Whiteness now feels hollow and sterile. It has sheltered me from both the pain and suffering, the beauty and strength of people of color (PoC). It's kept me from deeply understanding the severity of macro- and microaggressions that remind all of us every day that some lives are more important than others. My whiteness has stifled my voice and reminded me to be polite. It's shamed me into avoiding uncomfortable conversations and caused me to resist speaking out against things I know to be wrong. It protects me from doubt, frees me from worry and gives me a choice in whether or not I deal with injustice---big or small. I can "check out" of any conversation when it gets too uncomfortable. I have that privilege. My whiteness means I get to be an individual and that my opinion is not assumed to be that of all others of my race.
My whiteness means that when a white supremacist like Dylan Roof commits premeditated mass murder during a bible study, that I can think of him as a racist monster, acknowledge the tragic loss of lives, and move on, if I choose. I can try to rationally disassociate my whiteness from his. I can choose to not claim Dylan Roof as a member of my own race. I can declare that as a white supremacist, he was acting out the extreme examples of hate. But whether we're aware or not, it's a version of the same white supremacy that we're all socialized into. It teaches us that black and brown lives, no matter how accomplished, intelligent, beautiful, kind, responsible and brave are simply valued less in American society. Newscasters and politicians can refer to Roof as a neonazi, placing him in a separate group. This allows those of us who are white, to not claim him---to absolve ourselves of any feelings that there is anything wrong with being white. But it robs us of the opportunity for reflection on the continuation of racism in our country or even the simple notion that until Europeans settled in North America in 1600s whiteness didn't exist. We invented whiteness, placed it above all, and we must now own up to the fact that Roof is one of us, that we created him.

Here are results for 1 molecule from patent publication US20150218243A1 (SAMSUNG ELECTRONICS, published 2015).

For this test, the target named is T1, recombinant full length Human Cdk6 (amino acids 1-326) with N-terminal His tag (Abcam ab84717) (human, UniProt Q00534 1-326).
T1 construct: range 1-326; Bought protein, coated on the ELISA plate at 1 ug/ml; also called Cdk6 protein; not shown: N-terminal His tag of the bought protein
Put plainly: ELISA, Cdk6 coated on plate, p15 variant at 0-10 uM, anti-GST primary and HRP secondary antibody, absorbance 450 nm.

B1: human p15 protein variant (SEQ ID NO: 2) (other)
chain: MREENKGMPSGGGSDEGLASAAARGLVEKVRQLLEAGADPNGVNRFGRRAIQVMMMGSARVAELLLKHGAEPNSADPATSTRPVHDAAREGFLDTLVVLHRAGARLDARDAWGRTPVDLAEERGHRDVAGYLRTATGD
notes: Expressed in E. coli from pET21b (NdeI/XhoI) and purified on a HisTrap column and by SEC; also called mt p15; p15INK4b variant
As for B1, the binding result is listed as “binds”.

White people can claim to be "colorblind," as I did for many years. I've learned that when we do this, we erase the lived experiences and daily struggles of people of color. If I dont' see my husband's Blackness, then I don't see him! "Colorblindness" is the 2015 form of racism. As white people, when we say that we don't see color or are raising our children to be colorblind, we impede progress. We shift the focus away from the uncomfortable examination of our own complicity in the systemic racism that exists in our neighborhoods, schools, parks, workplaces, cities, states and systems of government.
Any time I talk about my whiteness, I feel my blood pressure rise and a lump form in my throat. So I tend avoid it. I squirm from discomfort of facing and addressing the ugliness that is heaped daily on people I love. Engaging in social justice and antiracism work means I always need to use "whole body listening" (the kids talk about this at school...it's how you signal your engagement as a listener). This means actively listening, hearing, feeling uncomfortable, and hurting. It means actively de-programming my defensiveness and letting go of fear. It means not trying to find a solution, or explanation, but to simply acknowledge that a racist experience sucks, its not fair, and that I hurt along with the hurt person.
It also means making mistakes. It means screwing up, hearing feedback and doing something with that feedback, no matter the tone of voice used to point out my mistake. It means being open to being wrong and being willing to change.
My whiteness isn't my fault. But it is definitely my problem. Our problem. White people's problem.